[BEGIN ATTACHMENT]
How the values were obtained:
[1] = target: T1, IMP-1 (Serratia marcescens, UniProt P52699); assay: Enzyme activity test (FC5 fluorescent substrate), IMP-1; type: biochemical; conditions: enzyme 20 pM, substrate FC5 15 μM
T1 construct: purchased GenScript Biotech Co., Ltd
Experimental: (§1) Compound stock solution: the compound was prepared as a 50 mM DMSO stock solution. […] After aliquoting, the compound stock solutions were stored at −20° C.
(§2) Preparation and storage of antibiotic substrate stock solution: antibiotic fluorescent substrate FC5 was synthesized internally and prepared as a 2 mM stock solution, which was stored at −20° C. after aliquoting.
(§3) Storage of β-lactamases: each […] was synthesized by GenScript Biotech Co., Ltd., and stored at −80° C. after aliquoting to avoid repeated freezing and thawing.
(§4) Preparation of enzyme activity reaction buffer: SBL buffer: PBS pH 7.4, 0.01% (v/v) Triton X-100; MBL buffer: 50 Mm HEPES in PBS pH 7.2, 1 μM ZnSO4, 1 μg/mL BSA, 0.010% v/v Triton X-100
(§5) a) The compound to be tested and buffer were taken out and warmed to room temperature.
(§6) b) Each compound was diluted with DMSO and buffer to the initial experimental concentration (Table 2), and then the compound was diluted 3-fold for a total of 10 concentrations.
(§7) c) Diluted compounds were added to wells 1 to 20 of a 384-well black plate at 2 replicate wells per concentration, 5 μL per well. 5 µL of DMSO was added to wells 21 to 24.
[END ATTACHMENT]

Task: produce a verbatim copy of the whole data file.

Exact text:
How the values were obtained:
[1] = target: T1, IMP-1 (Serratia marcescens, UniProt P52699); assay: Enzyme activity test (FC5 fluorescent substrate), IMP-1; type: biochemical; conditions: enzyme 20 pM, substrate FC5 15 μM
T1 construct: purchased GenScript Biotech Co., Ltd
Experimental: (§1) Compound stock solution: the compound was prepared as a 50 mM DMSO stock solution. […] After aliquoting, the compound stock solutions were stored at −20° C.
(§2) Preparation and storage of antibiotic substrate stock solution: antibiotic fluorescent substrate FC5 was synthesized internally and prepared as a 2 mM stock solution, which was stored at −20° C. after aliquoting.
(§3) Storage of β-lactamases: each […] was synthesized by GenScript Biotech Co., Ltd., and stored at −80° C. after aliquoting to avoid repeated freezing and thawing.
(§4) Preparation of enzyme activity reaction buffer: SBL buffer: PBS pH 7.4, 0.01% (v/v) Triton X-100; MBL buffer: 50 Mm HEPES in PBS pH 7.2, 1 μM ZnSO4, 1 μg/mL BSA, 0.010% v/v Triton X-100
(§5) a) The compound to be tested and buffer were taken out and warmed to room temperature.
(§6) b) Each compound was diluted with DMSO and buffer to the initial experimental concentration (Table 2), and then the compound was diluted 3-fold for a total of 10 concentrations.
(§7) c) Diluted compounds were added to wells 1 to 20 of a 384-well black plate at 2 replicate wells per concentration, 5 μL per well. 5 µL of DMSO was added to wells 21 to 24.